The Symbian Foundation is limbering up to face the Open Handset Alliance next week, announcing a raft of new members to take on the Android threat, while LiMo and Access Linux lurk nearby looking for scraps.
Realising that the battle of operating systems is all about applications, Symbian has announced a load of new members including MySpace, Bank of America, and Omron Software - though most of the new members have something to gain for their $1,500 membership fee and there's a remarkable degree of infidelity with companies betting each way.
Qualcomm, for example, is firmly in both camps. They don't care if devices run Symbian or Android as long as it's not desktop Windows, so they can sell their ARM-based Snapdragon processor into devices including laptots*. Omron Software backs both camps on the basis that membership isn't expensive and provides a route to influence.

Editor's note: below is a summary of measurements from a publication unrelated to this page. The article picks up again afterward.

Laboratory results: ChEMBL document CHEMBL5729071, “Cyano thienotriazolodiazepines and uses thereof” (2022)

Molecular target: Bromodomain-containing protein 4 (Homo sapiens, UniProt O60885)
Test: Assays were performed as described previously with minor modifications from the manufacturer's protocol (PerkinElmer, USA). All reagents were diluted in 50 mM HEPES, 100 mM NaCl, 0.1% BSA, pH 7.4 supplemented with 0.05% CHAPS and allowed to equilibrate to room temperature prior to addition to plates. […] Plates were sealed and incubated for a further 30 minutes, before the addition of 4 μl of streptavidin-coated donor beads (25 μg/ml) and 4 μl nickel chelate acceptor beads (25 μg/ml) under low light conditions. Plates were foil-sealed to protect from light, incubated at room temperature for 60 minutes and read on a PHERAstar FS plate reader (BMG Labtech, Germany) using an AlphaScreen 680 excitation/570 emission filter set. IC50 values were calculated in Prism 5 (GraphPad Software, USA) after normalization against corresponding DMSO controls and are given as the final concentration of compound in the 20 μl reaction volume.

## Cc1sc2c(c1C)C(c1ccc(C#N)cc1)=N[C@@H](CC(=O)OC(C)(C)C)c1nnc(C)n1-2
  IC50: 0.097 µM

SIM manufacturer Gemalto is just desperate to see the SIM doing more than just storing the GSM keys, as evidenced by this canned quote from Senior Vice President Michel Camitrot that using the usual buzz words in an effort to show how the company will wield its influence: "new generation of SIM cards...handset customization...personal settings...contactless technology."
While the heavyweights battle it out at Mobile World Congress next week, LiMo and Access Linux will be claiming that one Linux-based mobile platform is not enough. LiMo still lacks smartphones in the popular sense - developers can't sell LiMo applications to the public - while Access Linux is demonstrable on a variety of devices from set-top boxes to embedded routers. But the company's presence in the Chinese market makes it impossible to discount just yet.
* I said I liked it